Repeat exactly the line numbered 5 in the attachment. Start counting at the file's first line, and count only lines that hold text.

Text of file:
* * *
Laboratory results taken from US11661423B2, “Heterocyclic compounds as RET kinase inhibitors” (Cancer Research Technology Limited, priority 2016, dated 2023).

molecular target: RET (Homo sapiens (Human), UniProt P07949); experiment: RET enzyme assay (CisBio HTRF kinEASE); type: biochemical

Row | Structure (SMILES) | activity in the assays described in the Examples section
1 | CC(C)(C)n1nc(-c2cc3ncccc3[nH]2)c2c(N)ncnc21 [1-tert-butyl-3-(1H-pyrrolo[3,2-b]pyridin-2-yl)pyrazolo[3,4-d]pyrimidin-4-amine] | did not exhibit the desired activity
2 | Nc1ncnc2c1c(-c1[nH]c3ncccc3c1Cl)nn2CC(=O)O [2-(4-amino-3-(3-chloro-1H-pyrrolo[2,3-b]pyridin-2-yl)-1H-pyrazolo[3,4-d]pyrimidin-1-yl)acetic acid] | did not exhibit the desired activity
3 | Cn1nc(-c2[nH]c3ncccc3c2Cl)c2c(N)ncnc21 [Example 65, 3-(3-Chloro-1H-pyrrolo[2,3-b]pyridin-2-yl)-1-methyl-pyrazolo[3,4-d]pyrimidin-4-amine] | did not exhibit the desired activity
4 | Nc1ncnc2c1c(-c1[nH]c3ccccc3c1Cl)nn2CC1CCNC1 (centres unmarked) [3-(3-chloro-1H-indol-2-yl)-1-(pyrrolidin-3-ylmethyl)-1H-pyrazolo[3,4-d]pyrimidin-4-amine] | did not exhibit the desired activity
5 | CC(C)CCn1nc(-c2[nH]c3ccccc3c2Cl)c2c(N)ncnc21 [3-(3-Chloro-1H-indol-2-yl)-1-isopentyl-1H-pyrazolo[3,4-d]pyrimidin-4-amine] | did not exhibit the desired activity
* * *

2 | Nc1ncnc2c1c(-c1[nH]c3ncccc3c1Cl)nn2CC(=O)O [2-(4-amino-3-(3-chloro-1H-pyrrolo[2,3-b]pyridin-2-yl)-1H-pyrazolo[3,4-d]pyrimidin-1-yl)acetic acid] | did not exhibit the desired activity